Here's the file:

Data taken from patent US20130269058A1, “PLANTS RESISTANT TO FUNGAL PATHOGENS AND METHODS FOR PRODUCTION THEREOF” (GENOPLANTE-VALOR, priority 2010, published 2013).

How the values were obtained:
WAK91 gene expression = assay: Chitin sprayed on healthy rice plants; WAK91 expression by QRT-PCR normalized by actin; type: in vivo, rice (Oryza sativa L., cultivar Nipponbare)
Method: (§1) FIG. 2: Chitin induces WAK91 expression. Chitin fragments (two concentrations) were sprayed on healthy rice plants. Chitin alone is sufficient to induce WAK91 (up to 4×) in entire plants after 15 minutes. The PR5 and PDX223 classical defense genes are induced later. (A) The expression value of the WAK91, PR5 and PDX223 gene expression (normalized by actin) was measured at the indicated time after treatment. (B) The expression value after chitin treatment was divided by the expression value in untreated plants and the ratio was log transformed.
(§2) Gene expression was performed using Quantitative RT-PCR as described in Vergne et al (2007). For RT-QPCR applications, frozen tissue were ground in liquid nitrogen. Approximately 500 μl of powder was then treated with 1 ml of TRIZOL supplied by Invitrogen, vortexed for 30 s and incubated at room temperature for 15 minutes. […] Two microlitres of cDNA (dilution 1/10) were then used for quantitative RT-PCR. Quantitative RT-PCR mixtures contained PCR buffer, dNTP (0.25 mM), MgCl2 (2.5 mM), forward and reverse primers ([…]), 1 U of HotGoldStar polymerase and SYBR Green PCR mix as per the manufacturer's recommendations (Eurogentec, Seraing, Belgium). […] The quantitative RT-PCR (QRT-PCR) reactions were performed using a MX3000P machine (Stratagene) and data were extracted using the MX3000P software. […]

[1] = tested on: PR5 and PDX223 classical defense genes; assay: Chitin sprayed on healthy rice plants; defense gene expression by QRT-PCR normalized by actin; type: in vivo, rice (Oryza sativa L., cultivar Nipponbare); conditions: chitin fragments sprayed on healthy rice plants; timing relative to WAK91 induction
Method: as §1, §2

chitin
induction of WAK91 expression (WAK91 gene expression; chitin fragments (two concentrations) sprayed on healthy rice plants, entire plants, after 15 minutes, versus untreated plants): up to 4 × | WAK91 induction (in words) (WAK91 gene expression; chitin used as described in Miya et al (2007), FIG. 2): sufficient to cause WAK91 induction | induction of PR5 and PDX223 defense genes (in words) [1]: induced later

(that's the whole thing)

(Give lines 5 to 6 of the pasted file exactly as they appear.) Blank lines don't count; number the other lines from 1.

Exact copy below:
(§2) Gene expression was performed using Quantitative RT-PCR as described in Vergne et al (2007). For RT-QPCR applications, frozen tissue were ground in liquid nitrogen. Approximately 500 μl of powder was then treated with 1 ml of TRIZOL supplied by Invitrogen, vortexed for 30 s and incubated at room temperature for 15 minutes. […] Two microlitres of cDNA (dilution 1/10) were then used for quantitative RT-PCR. Quantitative RT-PCR mixtures contained PCR buffer, dNTP (0.25 mM), MgCl2 (2.5 mM), forward and reverse primers ([…]), 1 U of HotGoldStar polymerase and SYBR Green PCR mix as per the manufacturer's recommendations (Eurogentec, Seraing, Belgium). […] The quantitative RT-PCR (QRT-PCR) reactions were performed using a MX3000P machine (Stratagene) and data were extracted using the MX3000P software. […]

[1] = tested on: PR5 and PDX223 classical defense genes; assay: Chitin sprayed on healthy rice plants; defense gene expression by QRT-PCR normalized by actin; type: in vivo, rice (Oryza sativa L., cultivar Nipponbare); conditions: chitin fragments sprayed on healthy rice plants; timing relative to WAK91 induction